God’s Battle Plan for the Mind: The Puritan Practice of Biblical Meditation by David W. Saxton
This is one of the more important books I’ve read in a long time. We do hear about meditation, but it’s not emphasized enough, and seems like it’s certainly not practiced enough. The author’s goal in writing this book is “to convince God’s people of the absolute necessity of personal meditation.” If you need any convincing of how important and beneficial meditation is, not to mention how it’s commanded and practiced by many inspired writers and people of faith in Scripture, you will most likely be convinced after reading this book, unless you just don’t care. The book also stresses that meditation is not for speculation or inquisitive thinking, but for practical matters and application to one’s behavior, which is another part of why the reader is left with how important this Biblical practice is. There are numerous short quotes on every page from well-known and not so well-known Puritans. Every one of them stresses the importance of meditation, but also stresses that the privilege becomes an enjoyable habit that benefits us and honors God.
The author doesn’t assume that everybody has a problem with meditating, which is refreshing. It bothers me when authors appear condescending when they assume that everybody has a problem with prayer, for example, when I know from experience that it isn’t true. David Saxton describes people who do meditate and how it greatly benefits them. The book is very encouraging and positive, although you may know how strict the Puritans can be in their descriptions of who godly people are, and what they do and don’t do.
Although it’s only 138 pages long, the book is pretty comprehensive in its treatment of meditation. I would call this a popular level book that’s easily understandable for anyone except a new believer. We learn about the unbiblical forms of meditation, which dispels any negative notions some may have when the word meditation is mentioned. Meditation is also called the doctrine of Biblical thinking, which may be a more helpful term for some people. Also written about are forms of meditation (like occasional and deliberate), types (Scripture, creature, and creation), reasons, benefits, difficulties and choosing what to meditate on.
One thing I didn’t see is how to progressively get into meditation for those who haven’t done this at all, similar to Nine Minutes With God – How to have a quiet time. Even though I often combine meditation and prayer, exactly what meditation is has always been kind of an enigma for me, and Saxton provides the reader with many valuable methods and helps, but many of the Puritans mentioned ‘an hour’, which might be a little scary for most of us. A guide on how to first start out would have been nice, since there really isn’t a lot of solid material out there on this subject.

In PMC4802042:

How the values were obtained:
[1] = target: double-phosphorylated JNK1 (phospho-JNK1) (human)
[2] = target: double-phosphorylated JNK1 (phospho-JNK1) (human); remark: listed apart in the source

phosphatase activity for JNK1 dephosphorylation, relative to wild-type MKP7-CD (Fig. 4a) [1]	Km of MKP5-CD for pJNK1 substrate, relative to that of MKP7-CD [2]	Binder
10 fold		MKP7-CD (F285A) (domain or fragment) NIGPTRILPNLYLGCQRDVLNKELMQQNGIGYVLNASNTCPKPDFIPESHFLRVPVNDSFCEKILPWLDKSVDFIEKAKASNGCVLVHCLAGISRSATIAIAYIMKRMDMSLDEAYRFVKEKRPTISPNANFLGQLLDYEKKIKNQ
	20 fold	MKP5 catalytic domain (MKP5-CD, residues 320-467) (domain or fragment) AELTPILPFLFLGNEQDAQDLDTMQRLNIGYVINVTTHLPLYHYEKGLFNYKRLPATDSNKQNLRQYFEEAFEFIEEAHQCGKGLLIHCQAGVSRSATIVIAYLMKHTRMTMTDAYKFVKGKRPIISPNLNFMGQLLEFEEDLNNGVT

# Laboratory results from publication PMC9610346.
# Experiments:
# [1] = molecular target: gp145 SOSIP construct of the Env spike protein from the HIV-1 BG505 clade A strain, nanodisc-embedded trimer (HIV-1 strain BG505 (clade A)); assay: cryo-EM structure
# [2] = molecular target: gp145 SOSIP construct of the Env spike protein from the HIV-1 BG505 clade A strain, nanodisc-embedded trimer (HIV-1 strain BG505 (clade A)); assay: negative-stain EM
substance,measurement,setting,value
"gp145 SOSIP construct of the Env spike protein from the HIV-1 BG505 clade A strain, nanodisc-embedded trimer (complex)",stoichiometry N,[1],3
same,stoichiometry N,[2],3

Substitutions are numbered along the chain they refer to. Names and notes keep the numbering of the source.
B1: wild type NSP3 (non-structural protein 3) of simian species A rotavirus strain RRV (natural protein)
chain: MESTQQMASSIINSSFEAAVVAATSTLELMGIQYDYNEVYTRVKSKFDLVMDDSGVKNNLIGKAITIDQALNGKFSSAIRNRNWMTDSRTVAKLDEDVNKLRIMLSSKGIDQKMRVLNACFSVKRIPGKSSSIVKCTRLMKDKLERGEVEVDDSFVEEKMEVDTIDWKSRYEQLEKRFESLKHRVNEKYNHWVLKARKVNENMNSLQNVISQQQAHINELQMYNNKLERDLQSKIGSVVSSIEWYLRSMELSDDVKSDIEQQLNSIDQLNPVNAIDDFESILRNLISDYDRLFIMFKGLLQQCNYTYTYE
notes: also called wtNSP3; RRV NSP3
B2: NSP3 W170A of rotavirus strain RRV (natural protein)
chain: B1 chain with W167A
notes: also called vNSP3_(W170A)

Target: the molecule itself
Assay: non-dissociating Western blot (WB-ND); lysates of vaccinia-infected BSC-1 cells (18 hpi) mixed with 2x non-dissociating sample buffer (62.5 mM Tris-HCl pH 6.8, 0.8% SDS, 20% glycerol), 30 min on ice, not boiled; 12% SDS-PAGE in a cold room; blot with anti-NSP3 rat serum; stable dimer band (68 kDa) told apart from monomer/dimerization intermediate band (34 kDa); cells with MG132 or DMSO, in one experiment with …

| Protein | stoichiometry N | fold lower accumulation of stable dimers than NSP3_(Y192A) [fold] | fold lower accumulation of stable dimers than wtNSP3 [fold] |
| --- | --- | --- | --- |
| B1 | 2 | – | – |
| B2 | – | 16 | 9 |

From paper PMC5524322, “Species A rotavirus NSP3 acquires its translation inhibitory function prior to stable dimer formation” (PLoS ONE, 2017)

I think the book could have been a little bit better organized and edited, but that doesn’t take away from the content. I’m sure the author had his reasons for the way he ordered things. Many times there was repetition. A quote from Watson appears on page 12 and 22 for example. Other concepts were repeated and could have been consolidated. You’ll find that chapter 9 is Reasons for Meditation, where I would have put it near the beginning. Types of meditation were near the beginning; I would have put them later on in the book. But it’s still all there and repetition can’t be that bad of a thing for learning.
There was almost no part of this book that left me uninterested (although I admit I skimmed the part about unbiblical meditation). It kept my interest the whole way through and has solid knowledge and wisdom throughout.
I would highly recommend this important book for anyone who isn’t already greatly benefiting from meditation or anyone who would like more perspective on what the Puritans think about this subject. I would give it 4 1/2 stars, but will round it up because of its importance.
I received a free copy of this book from the publisher for the purpose of an unbiased review.
Oh, remember this, the sweetness of religion is incomparably more than all the pleasures of sense.
–William Bates, On Divine Meditation, as quoted in God’s Battle Plan for the Mind: The Puritan Practice of Biblical Meditation, pg. 123
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